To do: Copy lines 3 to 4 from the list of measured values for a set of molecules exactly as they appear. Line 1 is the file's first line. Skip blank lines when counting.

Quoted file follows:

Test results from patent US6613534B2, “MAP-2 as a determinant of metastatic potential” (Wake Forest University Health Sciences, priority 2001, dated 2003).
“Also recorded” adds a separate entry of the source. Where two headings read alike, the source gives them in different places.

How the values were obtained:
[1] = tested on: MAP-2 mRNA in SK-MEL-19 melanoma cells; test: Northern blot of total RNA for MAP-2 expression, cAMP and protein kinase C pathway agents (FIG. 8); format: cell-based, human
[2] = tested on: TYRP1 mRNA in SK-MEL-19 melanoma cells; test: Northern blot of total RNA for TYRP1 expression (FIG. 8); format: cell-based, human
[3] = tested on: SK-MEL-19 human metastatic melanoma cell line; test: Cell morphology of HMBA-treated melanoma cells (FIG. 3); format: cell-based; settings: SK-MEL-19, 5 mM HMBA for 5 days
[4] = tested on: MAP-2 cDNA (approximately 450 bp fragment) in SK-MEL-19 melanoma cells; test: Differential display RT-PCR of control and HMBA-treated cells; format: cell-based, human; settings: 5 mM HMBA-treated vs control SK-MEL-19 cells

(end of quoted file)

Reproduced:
How the values were obtained:
[1] = tested on: MAP-2 mRNA in SK-MEL-19 melanoma cells; test: Northern blot of total RNA for MAP-2 expression, cAMP and protein kinase C pathway agents (FIG. 8); format: cell-based, human